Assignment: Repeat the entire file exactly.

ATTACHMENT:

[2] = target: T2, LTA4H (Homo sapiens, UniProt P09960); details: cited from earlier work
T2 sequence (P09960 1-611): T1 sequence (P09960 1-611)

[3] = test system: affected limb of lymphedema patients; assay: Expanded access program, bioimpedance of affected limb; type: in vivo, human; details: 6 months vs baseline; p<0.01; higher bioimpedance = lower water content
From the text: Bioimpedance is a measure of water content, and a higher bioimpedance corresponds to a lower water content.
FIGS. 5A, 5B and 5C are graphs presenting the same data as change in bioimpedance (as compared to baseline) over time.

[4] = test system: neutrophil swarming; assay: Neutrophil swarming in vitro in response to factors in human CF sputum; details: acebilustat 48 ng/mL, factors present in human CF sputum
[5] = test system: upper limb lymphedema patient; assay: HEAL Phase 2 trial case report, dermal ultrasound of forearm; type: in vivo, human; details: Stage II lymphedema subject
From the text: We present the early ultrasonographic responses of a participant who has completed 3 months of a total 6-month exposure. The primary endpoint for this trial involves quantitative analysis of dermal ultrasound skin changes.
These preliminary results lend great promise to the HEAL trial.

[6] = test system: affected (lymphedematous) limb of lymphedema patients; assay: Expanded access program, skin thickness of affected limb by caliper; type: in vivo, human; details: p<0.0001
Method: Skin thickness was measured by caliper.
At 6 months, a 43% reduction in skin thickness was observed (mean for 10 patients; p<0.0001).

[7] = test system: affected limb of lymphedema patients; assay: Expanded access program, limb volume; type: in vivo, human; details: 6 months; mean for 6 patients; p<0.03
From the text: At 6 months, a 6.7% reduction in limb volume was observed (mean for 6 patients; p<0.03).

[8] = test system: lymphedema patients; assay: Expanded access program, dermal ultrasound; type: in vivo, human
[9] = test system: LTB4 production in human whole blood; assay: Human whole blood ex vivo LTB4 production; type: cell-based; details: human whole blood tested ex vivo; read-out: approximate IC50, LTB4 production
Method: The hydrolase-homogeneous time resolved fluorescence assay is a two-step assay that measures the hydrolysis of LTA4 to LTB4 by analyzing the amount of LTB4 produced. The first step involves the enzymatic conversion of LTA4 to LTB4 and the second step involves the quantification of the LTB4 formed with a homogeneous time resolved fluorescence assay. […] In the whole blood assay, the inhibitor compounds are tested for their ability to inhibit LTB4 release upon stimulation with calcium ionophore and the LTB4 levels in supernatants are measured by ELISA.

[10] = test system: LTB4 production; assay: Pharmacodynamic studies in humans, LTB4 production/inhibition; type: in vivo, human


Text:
[2] = target: T2, LTA4H (Homo sapiens, UniProt P09960); details: cited from earlier work
T2 sequence (P09960 1-611): T1 sequence (P09960 1-611)

[3] = test system: affected limb of lymphedema patients; assay: Expanded access program, bioimpedance of affected limb; type: in vivo, human; details: 6 months vs baseline; p<0.01; higher bioimpedance = lower water content
From the text: Bioimpedance is a measure of water content, and a higher bioimpedance corresponds to a lower water content.
FIGS. 5A, 5B and 5C are graphs presenting the same data as change in bioimpedance (as compared to baseline) over time.

[4] = test system: neutrophil swarming; assay: Neutrophil swarming in vitro in response to factors in human CF sputum; details: acebilustat 48 ng/mL, factors present in human CF sputum
[5] = test system: upper limb lymphedema patient; assay: HEAL Phase 2 trial case report, dermal ultrasound of forearm; type: in vivo, human; details: Stage II lymphedema subject
From the text: We present the early ultrasonographic responses of a participant who has completed 3 months of a total 6-month exposure. The primary endpoint for this trial involves quantitative analysis of dermal ultrasound skin changes.
These preliminary results lend great promise to the HEAL trial.

[6] = test system: affected (lymphedematous) limb of lymphedema patients; assay: Expanded access program, skin thickness of affected limb by caliper; type: in vivo, human; details: p<0.0001
Method: Skin thickness was measured by caliper.
At 6 months, a 43% reduction in skin thickness was observed (mean for 10 patients; p<0.0001).

[7] = test system: affected limb of lymphedema patients; assay: Expanded access program, limb volume; type: in vivo, human; details: 6 months; mean for 6 patients; p<0.03
From the text: At 6 months, a 6.7% reduction in limb volume was observed (mean for 6 patients; p<0.03).

[8] = test system: lymphedema patients; assay: Expanded access program, dermal ultrasound; type: in vivo, human
[9] = test system: LTB4 production in human whole blood; assay: Human whole blood ex vivo LTB4 production; type: cell-based; details: human whole blood tested ex vivo; read-out: approximate IC50, LTB4 production
Method: The hydrolase-homogeneous time resolved fluorescence assay is a two-step assay that measures the hydrolysis of LTA4 to LTB4 by analyzing the amount of LTB4 produced. The first step involves the enzymatic conversion of LTA4 to LTB4 and the second step involves the quantification of the LTB4 formed with a homogeneous time resolved fluorescence assay. […] In the whole blood assay, the inhibitor compounds are tested for their ability to inhibit LTB4 release upon stimulation with calcium ionophore and the LTB4 levels in supernatants are measured by ELISA.

[10] = test system: LTB4 production; assay: Pharmacodynamic studies in humans, LTB4 production/inhibition; type: in vivo, human